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The World Is Watching

I realized that the PFLAG China parents were looking to us in the U.S. for signs that the world is changing. I understood that our progress is their hope for their children and their families. China is watching us closely and believing that our evolution can be their future.
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Recently I had a chance to travel to Fuzhou, China, to speak to LGBT young people and their parents at a national conference for PFLAG China. Initially I was going to turn down the invitation; it is so far to travel alone, and I don't speak Chinese. I was afraid. But I want to make this world safer for my transgender son and all LGBT individuals. How can I do this if I don't take a risk and travel when invited? I typed up my positive response to the executive director of PFLAG China, and with my finger hovering over the keys, I took a deep breath and pushed the "send" key, feeling courage enter me as my message traveled halfway across the globe.

Two months later I was traveling to Asia, scared and excited, and having few expectations but anticipating that I would experience things that would change who I am as a mother and LGBT activist. I wasn't disappointed.

In a country that will only allow a family to have one child, parents worry that their LGBT child will not only face extreme discrimination but will not find love or have anyone to take care of them in their later years. In China, as in many other Asian countries, children take care of their parents, so these parents would ask me, "Who will take care of my child when they get older? How can my child live a happy and fulfilled life if they are LGBT?" I tried not to give them advice, only sharing with them what I knew from my discussions with local leaders. There were older LGBT individuals living full and happy lives, some even having children through surrogacy. However, there were not a lot of these individuals who could serve as visible, positive role models, not like in the United States.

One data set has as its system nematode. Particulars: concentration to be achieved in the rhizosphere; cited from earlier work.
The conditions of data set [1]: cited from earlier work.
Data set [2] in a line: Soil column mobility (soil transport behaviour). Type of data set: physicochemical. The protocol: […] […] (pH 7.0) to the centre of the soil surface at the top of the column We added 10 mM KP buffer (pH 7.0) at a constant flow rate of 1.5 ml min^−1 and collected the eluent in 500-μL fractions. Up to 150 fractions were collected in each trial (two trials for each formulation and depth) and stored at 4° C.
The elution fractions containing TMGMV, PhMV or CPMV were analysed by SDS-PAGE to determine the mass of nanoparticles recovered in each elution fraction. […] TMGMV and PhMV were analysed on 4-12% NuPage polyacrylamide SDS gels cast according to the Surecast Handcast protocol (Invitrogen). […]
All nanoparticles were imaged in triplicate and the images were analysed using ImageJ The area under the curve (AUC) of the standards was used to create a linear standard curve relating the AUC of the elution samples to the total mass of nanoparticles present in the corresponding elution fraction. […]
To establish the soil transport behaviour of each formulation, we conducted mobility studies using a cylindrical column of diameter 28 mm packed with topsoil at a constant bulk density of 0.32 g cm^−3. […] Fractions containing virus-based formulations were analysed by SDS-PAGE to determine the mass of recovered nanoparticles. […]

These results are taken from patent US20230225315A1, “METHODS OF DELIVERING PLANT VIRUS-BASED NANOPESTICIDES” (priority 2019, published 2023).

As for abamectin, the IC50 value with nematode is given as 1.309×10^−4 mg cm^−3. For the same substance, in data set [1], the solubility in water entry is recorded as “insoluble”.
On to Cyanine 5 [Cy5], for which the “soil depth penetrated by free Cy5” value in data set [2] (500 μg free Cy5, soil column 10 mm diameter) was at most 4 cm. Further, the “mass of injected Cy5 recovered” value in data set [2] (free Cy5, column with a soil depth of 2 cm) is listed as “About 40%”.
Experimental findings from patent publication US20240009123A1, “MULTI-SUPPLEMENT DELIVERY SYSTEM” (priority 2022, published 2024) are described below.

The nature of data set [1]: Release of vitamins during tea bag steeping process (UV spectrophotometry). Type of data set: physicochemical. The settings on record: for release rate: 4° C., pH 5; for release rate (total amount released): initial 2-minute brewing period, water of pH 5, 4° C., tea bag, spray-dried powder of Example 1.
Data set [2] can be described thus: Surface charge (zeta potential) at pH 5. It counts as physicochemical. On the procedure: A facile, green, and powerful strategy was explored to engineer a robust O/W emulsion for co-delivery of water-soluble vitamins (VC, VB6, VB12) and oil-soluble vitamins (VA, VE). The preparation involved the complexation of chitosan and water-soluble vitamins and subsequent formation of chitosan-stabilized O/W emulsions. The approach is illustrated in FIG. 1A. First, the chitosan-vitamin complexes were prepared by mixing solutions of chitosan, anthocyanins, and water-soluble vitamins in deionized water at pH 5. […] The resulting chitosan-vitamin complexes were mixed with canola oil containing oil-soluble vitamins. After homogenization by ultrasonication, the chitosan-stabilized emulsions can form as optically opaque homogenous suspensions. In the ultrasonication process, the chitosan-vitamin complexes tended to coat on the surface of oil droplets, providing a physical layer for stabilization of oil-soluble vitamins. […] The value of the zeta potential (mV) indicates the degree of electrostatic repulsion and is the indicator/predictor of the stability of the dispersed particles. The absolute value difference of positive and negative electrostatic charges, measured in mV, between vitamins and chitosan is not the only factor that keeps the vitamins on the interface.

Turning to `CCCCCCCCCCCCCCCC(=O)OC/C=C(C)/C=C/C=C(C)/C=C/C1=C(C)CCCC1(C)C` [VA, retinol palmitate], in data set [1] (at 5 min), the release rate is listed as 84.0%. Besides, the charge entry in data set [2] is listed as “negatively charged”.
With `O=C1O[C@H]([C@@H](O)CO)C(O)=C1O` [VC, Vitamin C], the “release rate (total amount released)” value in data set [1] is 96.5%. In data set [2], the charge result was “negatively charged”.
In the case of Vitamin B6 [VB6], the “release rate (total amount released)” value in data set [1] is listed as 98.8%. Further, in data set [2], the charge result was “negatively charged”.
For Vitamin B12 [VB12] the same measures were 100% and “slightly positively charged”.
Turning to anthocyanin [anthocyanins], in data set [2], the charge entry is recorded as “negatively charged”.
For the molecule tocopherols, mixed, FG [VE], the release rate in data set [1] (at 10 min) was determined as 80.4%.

I met one mother who came up to me sobbing because the previous night her son had come out to her. She was so afraid, but she was there. Her son had brought her to this conference to meet other mothers who understood how she felt. He didn't want her to be so alone. And when you looked at the son's face, you felt his helplessness and shame. Trying to alleviate his own pain, he had brought this pain on his mother. You could see that he loved his mother so much, tenderly enveloping her with a protective arm while she wept. In that moment his pain appeared even greater than his mother's, and his heart seemed to question whether he had done the right thing by telling his mom that he is gay. But somewhere deep within me, I felt like they would make it; their love was so apparent and so palpable. They would just have to process the pain, the fear and the shame, like I had; the love they had for each other would be the strength that would pull them through. I believe love is always the key.